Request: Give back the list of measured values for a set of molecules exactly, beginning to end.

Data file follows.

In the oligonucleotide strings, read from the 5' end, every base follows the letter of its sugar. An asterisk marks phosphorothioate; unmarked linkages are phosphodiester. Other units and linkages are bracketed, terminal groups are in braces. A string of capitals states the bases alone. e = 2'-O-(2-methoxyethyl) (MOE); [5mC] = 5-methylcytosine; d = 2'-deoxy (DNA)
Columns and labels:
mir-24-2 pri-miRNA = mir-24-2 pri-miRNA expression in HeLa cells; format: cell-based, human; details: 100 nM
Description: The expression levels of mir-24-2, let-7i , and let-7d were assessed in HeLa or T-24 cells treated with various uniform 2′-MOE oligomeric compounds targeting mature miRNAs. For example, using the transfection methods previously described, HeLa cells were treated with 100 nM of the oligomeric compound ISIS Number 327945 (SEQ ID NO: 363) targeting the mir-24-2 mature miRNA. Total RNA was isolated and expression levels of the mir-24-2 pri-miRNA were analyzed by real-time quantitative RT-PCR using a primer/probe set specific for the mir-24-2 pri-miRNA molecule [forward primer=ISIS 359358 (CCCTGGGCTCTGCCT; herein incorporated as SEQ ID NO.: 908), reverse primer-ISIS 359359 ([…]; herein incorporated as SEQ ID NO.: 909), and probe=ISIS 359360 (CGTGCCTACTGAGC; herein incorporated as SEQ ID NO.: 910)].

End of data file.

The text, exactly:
In the oligonucleotide strings, read from the 5' end, every base follows the letter of its sugar. An asterisk marks phosphorothioate; unmarked linkages are phosphodiester. Other units and linkages are bracketed, terminal groups are in braces. A string of capitals states the bases alone. e = 2'-O-(2-methoxyethyl) (MOE); [5mC] = 5-methylcytosine; d = 2'-deoxy (DNA)
Columns and labels:
mir-24-2 pri-miRNA = mir-24-2 pri-miRNA expression in HeLa cells; format: cell-based, human; details: 100 nM
Description: The expression levels of mir-24-2, let-7i , and let-7d were assessed in HeLa or T-24 cells treated with various uniform 2′-MOE oligomeric compounds targeting mature miRNAs. For example, using the transfection methods previously described, HeLa cells were treated with 100 nM of the oligomeric compound ISIS Number 327945 (SEQ ID NO: 363) targeting the mir-24-2 mature miRNA. Total RNA was isolated and expression levels of the mir-24-2 pri-miRNA were analyzed by real-time quantitative RT-PCR using a primer/probe set specific for the mir-24-2 pri-miRNA molecule [forward primer=ISIS 359358 (CCCTGGGCTCTGCCT; herein incorporated as SEQ ID NO.: 908), reverse primer-ISIS 359359 ([…]; herein incorporated as SEQ ID NO.: 909), and probe=ISIS 359360 (CGTGCCTACTGAGC; herein incorporated as SEQ ID NO.: 910)].